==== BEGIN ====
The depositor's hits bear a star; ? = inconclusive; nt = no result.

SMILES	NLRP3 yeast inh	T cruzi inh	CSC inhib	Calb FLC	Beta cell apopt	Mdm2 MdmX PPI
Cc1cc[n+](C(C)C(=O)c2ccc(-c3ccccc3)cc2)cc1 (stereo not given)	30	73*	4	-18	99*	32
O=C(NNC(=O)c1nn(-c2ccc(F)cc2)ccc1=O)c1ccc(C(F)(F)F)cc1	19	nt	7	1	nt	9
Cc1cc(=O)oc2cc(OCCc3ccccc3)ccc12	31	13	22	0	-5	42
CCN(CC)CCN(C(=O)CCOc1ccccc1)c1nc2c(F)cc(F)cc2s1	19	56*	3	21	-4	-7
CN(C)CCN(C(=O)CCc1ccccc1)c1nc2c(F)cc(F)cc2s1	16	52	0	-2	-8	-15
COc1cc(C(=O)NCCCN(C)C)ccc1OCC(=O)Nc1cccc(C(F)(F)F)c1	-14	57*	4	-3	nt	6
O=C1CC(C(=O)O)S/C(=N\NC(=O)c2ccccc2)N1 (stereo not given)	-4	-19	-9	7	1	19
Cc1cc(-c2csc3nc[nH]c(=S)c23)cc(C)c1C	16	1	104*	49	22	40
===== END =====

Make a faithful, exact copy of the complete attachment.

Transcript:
The depositor's hits bear a star; ? = inconclusive; nt = no result.

SMILES	NLRP3 yeast inh	T cruzi inh	CSC inhib	Calb FLC	Beta cell apopt	Mdm2 MdmX PPI
Cc1cc[n+](C(C)C(=O)c2ccc(-c3ccccc3)cc2)cc1 (stereo not given)	30	73*	4	-18	99*	32
O=C(NNC(=O)c1nn(-c2ccc(F)cc2)ccc1=O)c1ccc(C(F)(F)F)cc1	19	nt	7	1	nt	9
Cc1cc(=O)oc2cc(OCCc3ccccc3)ccc12	31	13	22	0	-5	42
CCN(CC)CCN(C(=O)CCOc1ccccc1)c1nc2c(F)cc(F)cc2s1	19	56*	3	21	-4	-7
CN(C)CCN(C(=O)CCc1ccccc1)c1nc2c(F)cc(F)cc2s1	16	52	0	-2	-8	-15
COc1cc(C(=O)NCCCN(C)C)ccc1OCC(=O)Nc1cccc(C(F)(F)F)c1	-14	57*	4	-3	nt	6
O=C1CC(C(=O)O)S/C(=N\NC(=O)c2ccccc2)N1 (stereo not given)	-4	-19	-9	7	1	19
Cc1cc(-c2csc3nc[nH]c(=S)c23)cc(C)c1C	16	1	104*	49	22	40